http://www.accesstoinsight.org/tipitaka ... .than.html
"
As for the individual who has attained neither internal tranquillity of awareness nor insight into phenomena through heightened discernment, he should approach an individual who has attained both internal tranquillity of awareness & insight into phenomena through heightened discernment... and ask him, 'How should the mind be steadied? How should it be made to settle down? How should it be unified? How should it be concentrated? How should fabrications be regarded? How should they be investigated? How should they be seen with insight?' The other will answer in line with what he has seen & experienced: 'The mind should be steadied in this way. The mind should be made to settle down in this way. The mind should be unified in this way. The mind should be concentrated in this way. Fabrications should be regarded in this way. Fabrications should be investigated in this way. Fabrications should be seen in this way with insight.' Then eventually he [the first] will become one who has attained both internal tranquillity of awareness & insight into phenomena through heightened discernment.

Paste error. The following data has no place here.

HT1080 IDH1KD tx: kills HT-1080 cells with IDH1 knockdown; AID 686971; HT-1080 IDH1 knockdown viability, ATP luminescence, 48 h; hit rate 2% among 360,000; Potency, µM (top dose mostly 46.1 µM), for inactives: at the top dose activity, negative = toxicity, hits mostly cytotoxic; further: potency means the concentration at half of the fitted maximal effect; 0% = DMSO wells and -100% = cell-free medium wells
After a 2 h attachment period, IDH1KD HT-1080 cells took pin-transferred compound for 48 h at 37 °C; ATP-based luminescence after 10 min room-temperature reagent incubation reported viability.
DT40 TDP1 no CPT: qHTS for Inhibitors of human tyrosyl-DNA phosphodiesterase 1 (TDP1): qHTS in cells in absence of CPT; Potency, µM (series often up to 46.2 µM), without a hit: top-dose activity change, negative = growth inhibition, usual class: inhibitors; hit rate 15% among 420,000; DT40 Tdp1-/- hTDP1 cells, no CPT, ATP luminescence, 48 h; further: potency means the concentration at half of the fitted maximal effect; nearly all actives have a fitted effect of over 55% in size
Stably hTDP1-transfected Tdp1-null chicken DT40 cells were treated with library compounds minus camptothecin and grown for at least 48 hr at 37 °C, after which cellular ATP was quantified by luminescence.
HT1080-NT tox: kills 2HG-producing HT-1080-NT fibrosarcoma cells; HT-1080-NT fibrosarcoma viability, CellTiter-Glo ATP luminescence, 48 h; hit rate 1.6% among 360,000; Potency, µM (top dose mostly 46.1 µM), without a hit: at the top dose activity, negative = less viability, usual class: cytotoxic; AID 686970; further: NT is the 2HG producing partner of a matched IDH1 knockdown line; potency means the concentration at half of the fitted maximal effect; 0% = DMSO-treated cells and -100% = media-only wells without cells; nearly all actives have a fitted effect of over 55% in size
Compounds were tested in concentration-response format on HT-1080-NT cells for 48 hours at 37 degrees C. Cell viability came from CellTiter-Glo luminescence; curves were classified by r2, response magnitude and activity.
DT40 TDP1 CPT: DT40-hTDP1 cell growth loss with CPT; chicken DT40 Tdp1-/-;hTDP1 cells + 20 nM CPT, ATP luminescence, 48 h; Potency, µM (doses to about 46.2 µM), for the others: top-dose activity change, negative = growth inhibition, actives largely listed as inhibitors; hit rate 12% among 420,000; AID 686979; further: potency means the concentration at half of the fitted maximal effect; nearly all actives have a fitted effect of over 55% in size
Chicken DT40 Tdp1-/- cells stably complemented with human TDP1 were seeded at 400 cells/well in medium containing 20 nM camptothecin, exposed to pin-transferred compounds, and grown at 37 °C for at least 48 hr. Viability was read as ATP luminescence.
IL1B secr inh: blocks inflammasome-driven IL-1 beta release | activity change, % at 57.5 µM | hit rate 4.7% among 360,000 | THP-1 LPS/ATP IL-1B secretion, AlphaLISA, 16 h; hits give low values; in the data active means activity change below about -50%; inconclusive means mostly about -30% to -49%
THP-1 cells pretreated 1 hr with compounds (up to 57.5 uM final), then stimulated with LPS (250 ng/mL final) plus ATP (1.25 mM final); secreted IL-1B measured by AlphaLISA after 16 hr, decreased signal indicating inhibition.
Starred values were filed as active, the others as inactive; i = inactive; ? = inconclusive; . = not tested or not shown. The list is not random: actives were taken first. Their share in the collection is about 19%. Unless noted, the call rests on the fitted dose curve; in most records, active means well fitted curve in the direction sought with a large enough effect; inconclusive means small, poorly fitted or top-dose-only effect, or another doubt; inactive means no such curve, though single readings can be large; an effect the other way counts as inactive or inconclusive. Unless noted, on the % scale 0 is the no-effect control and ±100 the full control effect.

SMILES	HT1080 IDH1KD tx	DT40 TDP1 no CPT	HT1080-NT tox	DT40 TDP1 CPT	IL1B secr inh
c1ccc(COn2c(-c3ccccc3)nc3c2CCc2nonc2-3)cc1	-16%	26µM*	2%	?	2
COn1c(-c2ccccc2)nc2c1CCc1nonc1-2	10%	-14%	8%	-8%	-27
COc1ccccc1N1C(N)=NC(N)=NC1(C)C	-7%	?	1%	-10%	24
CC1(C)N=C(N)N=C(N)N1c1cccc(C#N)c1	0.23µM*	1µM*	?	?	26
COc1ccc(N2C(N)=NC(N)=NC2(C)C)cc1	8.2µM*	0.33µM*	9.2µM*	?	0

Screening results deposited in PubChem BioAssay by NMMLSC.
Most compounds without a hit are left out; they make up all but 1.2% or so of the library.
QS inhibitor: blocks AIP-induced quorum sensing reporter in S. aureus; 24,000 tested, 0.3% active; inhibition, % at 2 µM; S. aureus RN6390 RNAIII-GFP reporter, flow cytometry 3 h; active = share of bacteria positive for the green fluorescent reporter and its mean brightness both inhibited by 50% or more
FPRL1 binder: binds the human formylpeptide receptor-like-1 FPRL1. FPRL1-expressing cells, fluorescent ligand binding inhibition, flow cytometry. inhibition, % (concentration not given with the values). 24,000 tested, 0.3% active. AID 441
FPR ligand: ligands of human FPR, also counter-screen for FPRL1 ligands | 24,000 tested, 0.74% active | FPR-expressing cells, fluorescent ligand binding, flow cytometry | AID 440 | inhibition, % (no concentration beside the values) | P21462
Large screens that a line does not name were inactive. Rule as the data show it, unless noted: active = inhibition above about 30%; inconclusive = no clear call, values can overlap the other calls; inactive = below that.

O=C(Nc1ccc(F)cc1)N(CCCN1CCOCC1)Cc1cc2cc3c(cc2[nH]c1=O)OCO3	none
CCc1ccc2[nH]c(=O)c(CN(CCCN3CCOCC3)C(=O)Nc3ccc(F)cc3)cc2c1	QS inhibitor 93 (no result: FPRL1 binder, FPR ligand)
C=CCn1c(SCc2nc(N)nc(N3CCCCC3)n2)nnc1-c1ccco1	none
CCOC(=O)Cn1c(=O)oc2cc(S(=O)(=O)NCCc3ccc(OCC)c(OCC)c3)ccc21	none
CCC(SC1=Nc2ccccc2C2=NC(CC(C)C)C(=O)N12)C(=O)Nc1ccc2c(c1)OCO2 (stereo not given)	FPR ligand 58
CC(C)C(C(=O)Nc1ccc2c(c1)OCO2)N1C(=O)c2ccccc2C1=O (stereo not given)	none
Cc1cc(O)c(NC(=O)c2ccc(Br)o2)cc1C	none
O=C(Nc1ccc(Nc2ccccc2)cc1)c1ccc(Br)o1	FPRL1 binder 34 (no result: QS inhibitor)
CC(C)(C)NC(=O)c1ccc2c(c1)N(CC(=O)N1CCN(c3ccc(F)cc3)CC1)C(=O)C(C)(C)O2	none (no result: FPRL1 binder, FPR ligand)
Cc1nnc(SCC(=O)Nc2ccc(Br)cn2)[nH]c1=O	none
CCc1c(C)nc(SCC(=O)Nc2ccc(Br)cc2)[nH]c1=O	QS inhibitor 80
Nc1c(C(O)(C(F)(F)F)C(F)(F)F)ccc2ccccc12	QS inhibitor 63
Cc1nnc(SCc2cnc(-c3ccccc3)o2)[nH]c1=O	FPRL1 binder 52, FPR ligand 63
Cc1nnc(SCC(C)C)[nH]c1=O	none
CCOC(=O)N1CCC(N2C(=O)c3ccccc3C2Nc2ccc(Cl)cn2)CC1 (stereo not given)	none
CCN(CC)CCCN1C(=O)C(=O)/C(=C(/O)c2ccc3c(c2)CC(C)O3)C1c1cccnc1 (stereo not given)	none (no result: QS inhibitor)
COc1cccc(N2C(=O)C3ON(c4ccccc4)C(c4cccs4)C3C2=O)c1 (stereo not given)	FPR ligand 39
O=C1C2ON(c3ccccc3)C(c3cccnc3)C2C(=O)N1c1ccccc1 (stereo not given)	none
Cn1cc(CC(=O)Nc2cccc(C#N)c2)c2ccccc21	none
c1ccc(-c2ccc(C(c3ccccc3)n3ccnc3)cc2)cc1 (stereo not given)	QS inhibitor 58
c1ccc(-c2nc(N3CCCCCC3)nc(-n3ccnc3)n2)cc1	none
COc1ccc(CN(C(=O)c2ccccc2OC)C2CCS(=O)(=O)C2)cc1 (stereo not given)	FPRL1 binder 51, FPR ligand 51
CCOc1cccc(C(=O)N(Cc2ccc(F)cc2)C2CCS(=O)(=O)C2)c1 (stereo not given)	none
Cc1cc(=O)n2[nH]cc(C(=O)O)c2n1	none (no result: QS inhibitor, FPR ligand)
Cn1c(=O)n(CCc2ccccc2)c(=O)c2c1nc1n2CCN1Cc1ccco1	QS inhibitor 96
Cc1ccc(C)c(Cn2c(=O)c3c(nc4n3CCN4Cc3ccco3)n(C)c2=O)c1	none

It's good to read, but it's easy to ignore things that really challenge you. Reading a passage like:
http://www.dhammawheel.com/viewtopic.ph ... 48#p141527
After only a year and a half of practice at Wat Ba Pong, one American [Jack Kornfield] asked and received permission [from Ajahn Chah] to travel and study with other Thai and Burmese teachers. A year or two later, he returned full of tales of his travels, of many months of extraordinary and intensive practice and of a number of remarkable experiences. . . . Then the Western monk went to the cottage of Achaan Sumedho, the senior Western disciple of Achaan Chah, and told all his stories and adventures, his new understandings and great insights into practice. Sumedho listened in silence and prepared afternoon tea from the roots of certain forest plants. When the stories were completed and the insights recounted, Sumedho smiled and said, "Ah, how wonderful. Something else to let go of."